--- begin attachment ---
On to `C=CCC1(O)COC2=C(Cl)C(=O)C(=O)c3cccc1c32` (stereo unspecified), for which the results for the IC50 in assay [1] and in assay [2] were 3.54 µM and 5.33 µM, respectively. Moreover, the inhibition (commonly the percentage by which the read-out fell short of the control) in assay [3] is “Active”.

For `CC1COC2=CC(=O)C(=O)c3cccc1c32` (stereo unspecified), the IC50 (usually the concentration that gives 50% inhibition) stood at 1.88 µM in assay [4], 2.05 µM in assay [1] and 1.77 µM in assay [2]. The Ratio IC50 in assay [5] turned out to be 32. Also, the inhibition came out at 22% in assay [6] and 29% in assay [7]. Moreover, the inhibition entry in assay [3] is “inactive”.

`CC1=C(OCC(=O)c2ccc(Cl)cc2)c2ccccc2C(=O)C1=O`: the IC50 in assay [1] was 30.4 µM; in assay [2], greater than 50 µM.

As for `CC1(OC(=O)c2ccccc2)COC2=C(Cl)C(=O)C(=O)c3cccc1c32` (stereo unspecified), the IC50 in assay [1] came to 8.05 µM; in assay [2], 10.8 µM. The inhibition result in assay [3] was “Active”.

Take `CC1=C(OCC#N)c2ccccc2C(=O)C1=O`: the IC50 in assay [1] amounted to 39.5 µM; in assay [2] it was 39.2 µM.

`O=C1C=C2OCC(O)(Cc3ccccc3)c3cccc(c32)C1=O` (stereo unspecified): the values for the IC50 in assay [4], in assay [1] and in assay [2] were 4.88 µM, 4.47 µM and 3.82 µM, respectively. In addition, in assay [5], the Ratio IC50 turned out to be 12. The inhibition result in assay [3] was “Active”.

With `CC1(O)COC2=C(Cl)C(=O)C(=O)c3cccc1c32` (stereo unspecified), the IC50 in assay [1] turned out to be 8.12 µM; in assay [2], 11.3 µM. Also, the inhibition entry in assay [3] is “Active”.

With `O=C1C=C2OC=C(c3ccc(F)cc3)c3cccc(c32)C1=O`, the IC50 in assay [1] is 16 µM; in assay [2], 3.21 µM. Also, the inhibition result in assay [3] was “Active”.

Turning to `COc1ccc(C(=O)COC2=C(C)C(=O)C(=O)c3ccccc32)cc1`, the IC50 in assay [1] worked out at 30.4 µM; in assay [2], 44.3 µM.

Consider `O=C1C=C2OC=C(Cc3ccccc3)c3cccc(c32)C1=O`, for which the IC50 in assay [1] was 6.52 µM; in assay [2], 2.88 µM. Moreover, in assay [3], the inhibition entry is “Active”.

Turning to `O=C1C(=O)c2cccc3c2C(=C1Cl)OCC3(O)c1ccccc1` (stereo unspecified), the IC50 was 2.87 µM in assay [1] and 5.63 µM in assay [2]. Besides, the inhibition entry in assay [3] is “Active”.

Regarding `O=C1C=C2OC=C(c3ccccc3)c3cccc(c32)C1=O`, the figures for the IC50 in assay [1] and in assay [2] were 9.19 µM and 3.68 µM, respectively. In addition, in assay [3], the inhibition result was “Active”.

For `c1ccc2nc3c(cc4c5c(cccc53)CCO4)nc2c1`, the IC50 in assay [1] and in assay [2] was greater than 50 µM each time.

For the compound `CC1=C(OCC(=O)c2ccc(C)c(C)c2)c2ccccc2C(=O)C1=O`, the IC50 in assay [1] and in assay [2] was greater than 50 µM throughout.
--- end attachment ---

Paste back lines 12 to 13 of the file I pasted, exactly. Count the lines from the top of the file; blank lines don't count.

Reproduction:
Regarding `O=C1C=C2OC=C(c3ccccc3)c3cccc(c32)C1=O`, the figures for the IC50 in assay [1] and in assay [2] were 9.19 µM and 3.68 µM, respectively. In addition, in assay [3], the inhibition result was “Active”.

For `c1ccc2nc3c(cc4c5c(cccc53)CCO4)nc2c1`, the IC50 in assay [1] and in assay [2] was greater than 50 µM each time.